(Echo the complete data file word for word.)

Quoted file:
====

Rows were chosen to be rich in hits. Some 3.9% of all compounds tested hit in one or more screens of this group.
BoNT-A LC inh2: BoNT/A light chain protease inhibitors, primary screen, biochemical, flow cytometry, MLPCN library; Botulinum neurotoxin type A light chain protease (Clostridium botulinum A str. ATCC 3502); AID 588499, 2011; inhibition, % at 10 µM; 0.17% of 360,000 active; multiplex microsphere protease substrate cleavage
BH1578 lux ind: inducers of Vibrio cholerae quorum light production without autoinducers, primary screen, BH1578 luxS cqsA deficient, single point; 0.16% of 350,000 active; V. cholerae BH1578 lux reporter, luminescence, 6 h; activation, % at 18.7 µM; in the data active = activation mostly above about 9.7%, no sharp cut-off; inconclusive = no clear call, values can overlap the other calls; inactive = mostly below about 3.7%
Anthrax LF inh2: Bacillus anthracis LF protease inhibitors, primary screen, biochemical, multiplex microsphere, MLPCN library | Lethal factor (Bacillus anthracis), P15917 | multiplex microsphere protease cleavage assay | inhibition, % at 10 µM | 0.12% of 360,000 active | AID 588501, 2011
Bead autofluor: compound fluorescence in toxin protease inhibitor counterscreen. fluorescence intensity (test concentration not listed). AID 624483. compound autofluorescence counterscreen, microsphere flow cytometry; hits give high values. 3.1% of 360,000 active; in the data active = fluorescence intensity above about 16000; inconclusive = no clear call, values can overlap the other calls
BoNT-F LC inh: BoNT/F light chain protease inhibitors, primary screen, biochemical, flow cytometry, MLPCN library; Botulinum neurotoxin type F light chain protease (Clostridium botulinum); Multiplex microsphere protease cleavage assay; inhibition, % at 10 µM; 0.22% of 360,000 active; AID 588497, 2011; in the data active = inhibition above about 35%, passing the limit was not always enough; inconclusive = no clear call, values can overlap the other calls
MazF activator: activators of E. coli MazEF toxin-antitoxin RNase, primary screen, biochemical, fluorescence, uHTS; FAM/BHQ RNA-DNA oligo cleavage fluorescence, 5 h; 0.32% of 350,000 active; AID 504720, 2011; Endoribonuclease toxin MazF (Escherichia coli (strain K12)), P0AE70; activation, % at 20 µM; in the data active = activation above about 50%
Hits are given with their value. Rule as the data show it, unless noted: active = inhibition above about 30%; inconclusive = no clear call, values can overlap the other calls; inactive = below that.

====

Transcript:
Rows were chosen to be rich in hits. Some 3.9% of all compounds tested hit in one or more screens of this group.
BoNT-A LC inh2: BoNT/A light chain protease inhibitors, primary screen, biochemical, flow cytometry, MLPCN library; Botulinum neurotoxin type A light chain protease (Clostridium botulinum A str. ATCC 3502); AID 588499, 2011; inhibition, % at 10 µM; 0.17% of 360,000 active; multiplex microsphere protease substrate cleavage
BH1578 lux ind: inducers of Vibrio cholerae quorum light production without autoinducers, primary screen, BH1578 luxS cqsA deficient, single point; 0.16% of 350,000 active; V. cholerae BH1578 lux reporter, luminescence, 6 h; activation, % at 18.7 µM; in the data active = activation mostly above about 9.7%, no sharp cut-off; inconclusive = no clear call, values can overlap the other calls; inactive = mostly below about 3.7%
Anthrax LF inh2: Bacillus anthracis LF protease inhibitors, primary screen, biochemical, multiplex microsphere, MLPCN library | Lethal factor (Bacillus anthracis), P15917 | multiplex microsphere protease cleavage assay | inhibition, % at 10 µM | 0.12% of 360,000 active | AID 588501, 2011
Bead autofluor: compound fluorescence in toxin protease inhibitor counterscreen. fluorescence intensity (test concentration not listed). AID 624483. compound autofluorescence counterscreen, microsphere flow cytometry; hits give high values. 3.1% of 360,000 active; in the data active = fluorescence intensity above about 16000; inconclusive = no clear call, values can overlap the other calls
BoNT-F LC inh: BoNT/F light chain protease inhibitors, primary screen, biochemical, flow cytometry, MLPCN library; Botulinum neurotoxin type F light chain protease (Clostridium botulinum); Multiplex microsphere protease cleavage assay; inhibition, % at 10 µM; 0.22% of 360,000 active; AID 588497, 2011; in the data active = inhibition above about 35%, passing the limit was not always enough; inconclusive = no clear call, values can overlap the other calls
MazF activator: activators of E. coli MazEF toxin-antitoxin RNase, primary screen, biochemical, fluorescence, uHTS; FAM/BHQ RNA-DNA oligo cleavage fluorescence, 5 h; 0.32% of 350,000 active; AID 504720, 2011; Endoribonuclease toxin MazF (Escherichia coli (strain K12)), P0AE70; activation, % at 20 µM; in the data active = activation above about 50%
Hits are given with their value. Rule as the data show it, unless noted: active = inhibition above about 30%; inconclusive = no clear call, values can overlap the other calls; inactive = below that.